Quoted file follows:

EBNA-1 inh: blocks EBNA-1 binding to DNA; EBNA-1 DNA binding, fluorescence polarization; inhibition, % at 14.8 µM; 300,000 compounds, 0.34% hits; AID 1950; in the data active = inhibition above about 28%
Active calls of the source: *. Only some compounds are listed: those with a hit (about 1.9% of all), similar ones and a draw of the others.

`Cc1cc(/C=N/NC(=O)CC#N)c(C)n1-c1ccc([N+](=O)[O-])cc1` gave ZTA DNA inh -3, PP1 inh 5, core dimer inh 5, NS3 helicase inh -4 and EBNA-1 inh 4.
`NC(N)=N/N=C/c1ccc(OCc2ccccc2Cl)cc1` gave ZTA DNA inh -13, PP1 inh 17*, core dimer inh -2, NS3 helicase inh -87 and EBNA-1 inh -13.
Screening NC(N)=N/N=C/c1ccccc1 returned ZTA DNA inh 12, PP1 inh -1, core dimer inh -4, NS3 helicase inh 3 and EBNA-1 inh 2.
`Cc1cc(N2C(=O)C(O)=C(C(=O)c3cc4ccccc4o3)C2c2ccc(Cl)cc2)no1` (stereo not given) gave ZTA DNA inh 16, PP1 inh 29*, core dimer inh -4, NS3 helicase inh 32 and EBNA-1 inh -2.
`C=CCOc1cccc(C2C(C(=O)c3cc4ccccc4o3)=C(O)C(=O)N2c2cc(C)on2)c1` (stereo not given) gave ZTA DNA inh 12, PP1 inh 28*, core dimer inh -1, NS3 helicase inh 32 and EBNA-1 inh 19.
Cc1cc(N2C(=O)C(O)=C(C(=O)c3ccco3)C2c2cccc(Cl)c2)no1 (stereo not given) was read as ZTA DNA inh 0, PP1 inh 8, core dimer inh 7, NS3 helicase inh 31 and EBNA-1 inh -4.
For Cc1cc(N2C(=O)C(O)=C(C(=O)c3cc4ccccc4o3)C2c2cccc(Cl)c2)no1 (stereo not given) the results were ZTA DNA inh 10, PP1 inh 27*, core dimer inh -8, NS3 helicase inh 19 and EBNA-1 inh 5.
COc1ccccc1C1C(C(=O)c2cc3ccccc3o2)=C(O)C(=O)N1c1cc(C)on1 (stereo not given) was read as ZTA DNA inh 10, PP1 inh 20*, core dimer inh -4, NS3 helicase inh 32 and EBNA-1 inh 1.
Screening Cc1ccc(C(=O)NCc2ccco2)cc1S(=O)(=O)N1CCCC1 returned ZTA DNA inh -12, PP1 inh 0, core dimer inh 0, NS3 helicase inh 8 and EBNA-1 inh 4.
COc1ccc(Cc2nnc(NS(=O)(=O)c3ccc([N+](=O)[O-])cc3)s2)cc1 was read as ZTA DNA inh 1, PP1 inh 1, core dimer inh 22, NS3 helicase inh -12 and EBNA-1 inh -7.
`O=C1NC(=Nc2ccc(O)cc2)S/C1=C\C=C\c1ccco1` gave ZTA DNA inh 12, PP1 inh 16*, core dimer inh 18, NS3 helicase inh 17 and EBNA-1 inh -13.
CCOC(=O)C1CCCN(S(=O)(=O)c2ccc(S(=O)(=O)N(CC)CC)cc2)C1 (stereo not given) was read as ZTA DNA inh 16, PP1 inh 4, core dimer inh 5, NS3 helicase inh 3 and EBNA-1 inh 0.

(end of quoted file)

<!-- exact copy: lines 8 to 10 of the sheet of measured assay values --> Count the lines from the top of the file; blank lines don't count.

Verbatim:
Cc1cc(N2C(=O)C(O)=C(C(=O)c3ccco3)C2c2cccc(Cl)c2)no1 (stereo not given) was read as ZTA DNA inh 0, PP1 inh 8, core dimer inh 7, NS3 helicase inh 31 and EBNA-1 inh -4.
For Cc1cc(N2C(=O)C(O)=C(C(=O)c3cc4ccccc4o3)C2c2cccc(Cl)c2)no1 (stereo not given) the results were ZTA DNA inh 10, PP1 inh 27*, core dimer inh -8, NS3 helicase inh 19 and EBNA-1 inh 5.
COc1ccccc1C1C(C(=O)c2cc3ccccc3o2)=C(O)C(=O)N1c1cc(C)on1 (stereo not given) was read as ZTA DNA inh 10, PP1 inh 20*, core dimer inh -4, NS3 helicase inh 32 and EBNA-1 inh 1.